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The phrase in question is «Ἰησοῦν τὸν λεγόμενον Χριστόν». It does not mean that Pilate himself was confessing Jesus to be “the Christ.” Rather, the expression is commonly used in the NT to describe what people are generally called or named by others.1 For example, Matt. 1:16 Ἰησοῦς ὁ λεγόμενος Χριστός — Jesus who is called Christ Matt. 4:18 Σίμωνα τὸν ...


6

The members of the Sanhedrin are here blackmailing Pilate by saying that they will spread rumors about him or even directly inform the Emperor that he released the enemy of the Rome who claimed illegitimately that he was the king of Jews. The releaser of a political enemy would automatically be considered as a complacent to this enemy and thus also a co-...


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The stoning of Stephen, the execution of James (the brother of John) and the seizing of Peter with a view to his, also, execution ; all happened in the aftermath of Jesus' crucifixion at the hands of the Romans, facilitated by the Jews, and in the aftermath of Jesus' death as he voluntarily expired. Until then, they feared the people (who would have urged ...


5

Important note about this question: this is not a question about all Jews at the time or all Jewish people in general. This is a question about why the interactions between a handful of very specific people - the Sanhedrin and Pilate - played out the way they did. I'm not sure you can skip the context. You really need the full picture here to see why it ...


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Pilate was not a very smart man (according to the historical records we have) and here he makes a token gesture at justice. The Sanhedrin hated Jesus but the people loved Him. It was the people who had hailed Jesus as king of the Jews and Messiah less than a week earlier at the triumphal entry to Jerusalem. Thus, Pilate attempts to appeal to the masses as ...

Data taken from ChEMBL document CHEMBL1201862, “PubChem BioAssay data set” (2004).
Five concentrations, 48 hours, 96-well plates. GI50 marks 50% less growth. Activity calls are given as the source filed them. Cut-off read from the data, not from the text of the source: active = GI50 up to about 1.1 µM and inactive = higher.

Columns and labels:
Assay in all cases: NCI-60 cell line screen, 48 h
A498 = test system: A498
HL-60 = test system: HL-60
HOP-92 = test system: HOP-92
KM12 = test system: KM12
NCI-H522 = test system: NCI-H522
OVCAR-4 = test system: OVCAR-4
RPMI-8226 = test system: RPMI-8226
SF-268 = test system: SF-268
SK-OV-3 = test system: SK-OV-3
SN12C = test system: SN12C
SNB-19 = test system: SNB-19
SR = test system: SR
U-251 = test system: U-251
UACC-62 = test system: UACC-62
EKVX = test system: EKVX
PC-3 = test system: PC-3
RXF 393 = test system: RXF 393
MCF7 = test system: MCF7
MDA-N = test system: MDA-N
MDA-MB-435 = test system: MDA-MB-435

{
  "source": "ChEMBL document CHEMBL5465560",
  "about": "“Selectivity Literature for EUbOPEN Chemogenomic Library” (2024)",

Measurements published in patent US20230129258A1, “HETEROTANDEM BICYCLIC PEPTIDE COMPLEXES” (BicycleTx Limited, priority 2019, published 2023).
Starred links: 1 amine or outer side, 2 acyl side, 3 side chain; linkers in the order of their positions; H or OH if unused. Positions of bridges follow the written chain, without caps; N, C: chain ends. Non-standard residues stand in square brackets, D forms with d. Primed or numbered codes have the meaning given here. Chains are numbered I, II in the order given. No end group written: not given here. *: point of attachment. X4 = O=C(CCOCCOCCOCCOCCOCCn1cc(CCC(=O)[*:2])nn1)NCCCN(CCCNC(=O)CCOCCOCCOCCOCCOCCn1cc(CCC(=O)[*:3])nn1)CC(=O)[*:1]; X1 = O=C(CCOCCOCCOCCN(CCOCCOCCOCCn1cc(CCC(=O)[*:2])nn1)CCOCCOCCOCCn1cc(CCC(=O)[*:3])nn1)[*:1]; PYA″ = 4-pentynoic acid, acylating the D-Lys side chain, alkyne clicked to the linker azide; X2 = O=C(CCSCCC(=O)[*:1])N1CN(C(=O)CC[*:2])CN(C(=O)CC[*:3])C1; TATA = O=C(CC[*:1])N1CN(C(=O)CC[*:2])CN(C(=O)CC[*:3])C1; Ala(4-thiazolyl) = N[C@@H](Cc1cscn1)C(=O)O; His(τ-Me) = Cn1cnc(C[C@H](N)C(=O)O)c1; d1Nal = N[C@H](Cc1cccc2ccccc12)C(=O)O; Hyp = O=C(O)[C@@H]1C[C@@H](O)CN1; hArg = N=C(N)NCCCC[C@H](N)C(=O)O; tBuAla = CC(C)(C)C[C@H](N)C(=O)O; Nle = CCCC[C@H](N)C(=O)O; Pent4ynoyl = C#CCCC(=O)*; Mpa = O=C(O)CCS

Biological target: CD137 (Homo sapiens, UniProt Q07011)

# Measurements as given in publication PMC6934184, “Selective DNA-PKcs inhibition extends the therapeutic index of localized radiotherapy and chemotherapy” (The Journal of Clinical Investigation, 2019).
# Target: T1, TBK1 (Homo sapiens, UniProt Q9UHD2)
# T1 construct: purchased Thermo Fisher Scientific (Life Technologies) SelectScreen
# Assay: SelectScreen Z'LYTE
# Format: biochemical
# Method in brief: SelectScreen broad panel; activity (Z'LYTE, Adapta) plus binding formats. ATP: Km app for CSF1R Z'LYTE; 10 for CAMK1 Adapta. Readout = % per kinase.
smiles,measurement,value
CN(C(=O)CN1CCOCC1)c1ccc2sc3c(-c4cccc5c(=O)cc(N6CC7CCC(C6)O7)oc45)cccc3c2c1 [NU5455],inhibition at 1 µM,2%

5

They may well have considered trying again to stone him Some consider Sanhedrin 43a to preserve an arrest warrant for Jesus, in which it is indicated that Jesus was to be arrested for sorcery and put to death by stoning. Historian Paul Maier examines the evidence here and suggests this was originally written before Jesus' death (since afterwards it was well-...


4

Previously they saw each other as a threat to their ruling authority. By sending Jesus back and forth they essentially recognized each others authority. Pilate, having Roman religious beliefs, was afraid to condemn Jesus to death. The Romans believed the gods had children with women. To Pilate that would explain Jesus' miracles. While Herod thought ...


4

The surrounding verses provide valuable context: 15 Now at the feast the governor was accustomed to release for the crowd any one prisoner whom they wanted. 16 And they had then a notorious prisoner, called Barabbas. 17 So when they had gathered, Pilate said to them, “Whom do you want me to release for you, Barabbas or Jesus who is called Christ?” 18 For he ...


3

It appears that Jesus the Christ and Barabbas shared the same name: Jesus. I can think of a few line of 'evidence' for this. Manuscripts The first is that some of the earliest manuscripts actually had "Jesus Barabbas." So if it wasn't original to the text itself, it seems nonetheless to have been an accepted tradition, explaining its inclusion in ...


2